Driving a tad out of the way will be worth it once you arrive at this celebrated suburban titan. Burt’s Place sits about 25 minutes north of downtown, and has been a neighborhood favorite ever since its founder, the late Burt Katz, set up shop in 1989. The esteemed pizza parlor reopened in 2017, continuing Burt’s legacy by upholding all of his original recipes and pizza-making technique. Their hefty pies are a perfect blend of cheese, sauce, and bread and each pairs brilliantly with one of their seasonal rotating beers on their pleasant patio. Like we said, it's worth the drive—no matter how much gas is setting you back these days.

Available for Delivery/Takeout

Gino's East

Multiple locations
$$$$

A 1966 original, this venerable multi-outpost pie slinger has converted many a deep dish-skeptic over the decades. Privileging gooey mozz and peppery tomato sauce over an ample cornmeal crust, the recipe here is locked up in some vault somewhere, so don’t even try to ask. Roll up your sleeves for inventive combos like the appropriately titled Chicago Fire, laden with hot sausage, roasted red peppers, and red onions.
How to order: Order takeout and delivery via Toast.

Giordano's

Multiple locations
$$$$

Basic? Sure. But delicious? You bet. This locally based deep dish giant has proven itself a master of the art throughout its long-ranging tenure, whipping up a variety of bloated pies including the coveted stuffed variety and even offering frozen options for easy transport. An extra layer of dough above the cheese keeps all the internal fixings—think pepperoni, sausage, veggies, the works—intact while the surface oozes with fragrant marinara sauce, beckoning passersby like a sodium-loaded siren song.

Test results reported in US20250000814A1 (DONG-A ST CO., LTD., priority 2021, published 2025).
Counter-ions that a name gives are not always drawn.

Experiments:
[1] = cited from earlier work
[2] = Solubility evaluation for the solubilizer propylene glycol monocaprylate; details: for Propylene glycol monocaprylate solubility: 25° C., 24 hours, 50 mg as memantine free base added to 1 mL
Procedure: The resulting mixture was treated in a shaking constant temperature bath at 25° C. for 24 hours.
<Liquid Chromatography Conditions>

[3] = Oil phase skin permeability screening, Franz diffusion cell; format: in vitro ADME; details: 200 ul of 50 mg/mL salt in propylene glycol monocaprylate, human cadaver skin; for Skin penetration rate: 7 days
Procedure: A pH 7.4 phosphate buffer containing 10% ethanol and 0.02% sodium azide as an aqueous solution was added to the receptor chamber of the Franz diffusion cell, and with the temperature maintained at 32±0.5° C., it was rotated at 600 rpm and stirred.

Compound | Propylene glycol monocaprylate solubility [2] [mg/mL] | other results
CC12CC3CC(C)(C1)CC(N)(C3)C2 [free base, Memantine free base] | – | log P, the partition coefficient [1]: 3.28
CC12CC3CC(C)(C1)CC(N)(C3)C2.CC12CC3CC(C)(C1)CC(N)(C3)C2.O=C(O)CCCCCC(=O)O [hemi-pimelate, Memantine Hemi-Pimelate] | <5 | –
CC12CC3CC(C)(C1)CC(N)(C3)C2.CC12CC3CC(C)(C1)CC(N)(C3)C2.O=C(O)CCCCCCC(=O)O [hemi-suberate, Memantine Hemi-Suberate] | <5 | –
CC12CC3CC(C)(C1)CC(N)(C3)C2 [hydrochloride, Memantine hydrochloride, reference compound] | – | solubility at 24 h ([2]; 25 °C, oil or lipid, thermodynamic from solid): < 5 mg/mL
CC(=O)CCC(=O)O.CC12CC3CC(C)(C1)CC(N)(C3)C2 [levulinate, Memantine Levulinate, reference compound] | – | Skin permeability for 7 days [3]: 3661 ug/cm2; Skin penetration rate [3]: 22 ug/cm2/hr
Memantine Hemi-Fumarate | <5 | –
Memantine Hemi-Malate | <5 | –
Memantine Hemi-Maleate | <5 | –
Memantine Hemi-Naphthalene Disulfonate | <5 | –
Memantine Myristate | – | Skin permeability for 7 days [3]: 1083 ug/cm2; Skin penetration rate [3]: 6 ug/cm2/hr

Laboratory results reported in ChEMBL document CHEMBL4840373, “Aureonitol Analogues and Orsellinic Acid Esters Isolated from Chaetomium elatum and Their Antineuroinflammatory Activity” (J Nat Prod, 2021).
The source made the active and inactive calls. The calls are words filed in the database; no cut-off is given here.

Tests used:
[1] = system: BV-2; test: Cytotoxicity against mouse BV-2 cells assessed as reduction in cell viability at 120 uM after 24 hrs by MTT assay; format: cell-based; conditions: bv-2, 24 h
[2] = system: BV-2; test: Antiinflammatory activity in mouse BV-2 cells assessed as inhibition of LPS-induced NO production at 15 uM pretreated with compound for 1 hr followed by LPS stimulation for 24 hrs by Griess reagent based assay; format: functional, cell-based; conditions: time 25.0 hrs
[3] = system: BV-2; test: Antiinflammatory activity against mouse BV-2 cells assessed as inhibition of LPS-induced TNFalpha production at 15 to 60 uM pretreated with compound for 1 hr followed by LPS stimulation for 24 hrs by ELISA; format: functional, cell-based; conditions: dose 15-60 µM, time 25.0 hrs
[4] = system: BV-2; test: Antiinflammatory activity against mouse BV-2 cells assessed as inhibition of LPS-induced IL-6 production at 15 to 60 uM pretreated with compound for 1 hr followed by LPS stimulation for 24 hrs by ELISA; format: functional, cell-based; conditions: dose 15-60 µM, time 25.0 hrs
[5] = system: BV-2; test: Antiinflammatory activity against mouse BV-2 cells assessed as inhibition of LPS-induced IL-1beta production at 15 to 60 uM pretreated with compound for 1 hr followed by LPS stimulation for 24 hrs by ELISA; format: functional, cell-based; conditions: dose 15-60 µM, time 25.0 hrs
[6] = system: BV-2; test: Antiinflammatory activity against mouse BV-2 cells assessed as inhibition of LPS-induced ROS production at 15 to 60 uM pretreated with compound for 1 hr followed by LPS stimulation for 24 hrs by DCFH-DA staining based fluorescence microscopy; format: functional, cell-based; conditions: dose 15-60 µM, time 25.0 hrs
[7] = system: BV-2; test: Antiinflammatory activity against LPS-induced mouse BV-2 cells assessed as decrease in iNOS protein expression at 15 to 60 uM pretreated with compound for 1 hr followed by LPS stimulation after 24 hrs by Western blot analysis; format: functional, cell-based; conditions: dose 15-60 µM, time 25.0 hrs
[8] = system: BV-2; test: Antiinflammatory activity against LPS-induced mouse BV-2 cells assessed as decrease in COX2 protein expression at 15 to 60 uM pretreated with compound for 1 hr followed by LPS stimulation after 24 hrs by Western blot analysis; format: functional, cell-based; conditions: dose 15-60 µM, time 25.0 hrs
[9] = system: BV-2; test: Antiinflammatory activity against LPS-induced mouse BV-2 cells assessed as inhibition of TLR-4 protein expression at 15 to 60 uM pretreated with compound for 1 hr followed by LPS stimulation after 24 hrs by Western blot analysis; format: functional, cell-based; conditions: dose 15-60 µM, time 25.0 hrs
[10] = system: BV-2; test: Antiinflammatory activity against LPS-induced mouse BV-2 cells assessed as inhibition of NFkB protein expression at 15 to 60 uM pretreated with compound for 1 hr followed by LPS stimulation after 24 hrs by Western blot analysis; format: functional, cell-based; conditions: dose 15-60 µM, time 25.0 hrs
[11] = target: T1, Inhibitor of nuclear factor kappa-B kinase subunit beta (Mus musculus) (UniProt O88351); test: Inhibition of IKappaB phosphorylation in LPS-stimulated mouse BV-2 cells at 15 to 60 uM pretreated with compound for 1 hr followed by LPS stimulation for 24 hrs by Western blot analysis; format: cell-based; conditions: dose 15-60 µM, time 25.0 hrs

How to order: Order takeout and delivery online.

This is where the original deep dish style—a crispy, short-edged crust layered with cheese and crushed tomatoes, in that order—was invented in 1943. The budding empire later expanded to its sister restaurant Pizzeria Due, located a whole block away, after it quickly caught on. And while we think there are places doing the original style better today, we can’t help but salute this admitted tourist trap as a piece of living history. This is one heavy meal, especially if you opt for sausage—a solid disk of spiced meat plopped atop the crust like a hubcap on a tire. Despite the long waits, it's a Chicago institution, and we maintain you have to try it at least once.